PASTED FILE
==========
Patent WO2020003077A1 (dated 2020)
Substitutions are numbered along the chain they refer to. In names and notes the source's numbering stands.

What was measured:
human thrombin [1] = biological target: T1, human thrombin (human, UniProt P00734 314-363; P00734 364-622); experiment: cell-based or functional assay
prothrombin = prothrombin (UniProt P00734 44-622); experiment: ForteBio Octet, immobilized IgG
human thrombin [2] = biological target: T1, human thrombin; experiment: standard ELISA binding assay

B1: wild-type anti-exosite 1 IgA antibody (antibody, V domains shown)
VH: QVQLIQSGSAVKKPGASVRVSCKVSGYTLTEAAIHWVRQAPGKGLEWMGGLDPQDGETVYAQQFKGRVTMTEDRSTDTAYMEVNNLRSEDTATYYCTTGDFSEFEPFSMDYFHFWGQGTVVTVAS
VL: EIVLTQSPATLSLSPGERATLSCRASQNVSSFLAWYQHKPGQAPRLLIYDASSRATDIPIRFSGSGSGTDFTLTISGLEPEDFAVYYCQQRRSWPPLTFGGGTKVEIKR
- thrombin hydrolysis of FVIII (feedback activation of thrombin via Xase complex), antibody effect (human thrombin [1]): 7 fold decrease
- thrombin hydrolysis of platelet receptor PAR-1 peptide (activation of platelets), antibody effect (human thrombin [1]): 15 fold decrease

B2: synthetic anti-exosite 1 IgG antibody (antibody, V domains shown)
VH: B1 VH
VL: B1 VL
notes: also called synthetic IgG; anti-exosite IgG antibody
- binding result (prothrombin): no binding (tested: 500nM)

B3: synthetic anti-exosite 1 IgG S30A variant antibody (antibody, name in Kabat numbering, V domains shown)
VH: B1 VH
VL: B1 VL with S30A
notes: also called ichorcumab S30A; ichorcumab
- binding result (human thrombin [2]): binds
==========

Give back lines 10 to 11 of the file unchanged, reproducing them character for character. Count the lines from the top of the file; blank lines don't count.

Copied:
- thrombin hydrolysis of FVIII (feedback activation of thrombin via Xase complex), antibody effect (human thrombin [1]): 7 fold decrease
- thrombin hydrolysis of platelet receptor PAR-1 peptide (activation of platelets), antibody effect (human thrombin [1]): 15 fold decrease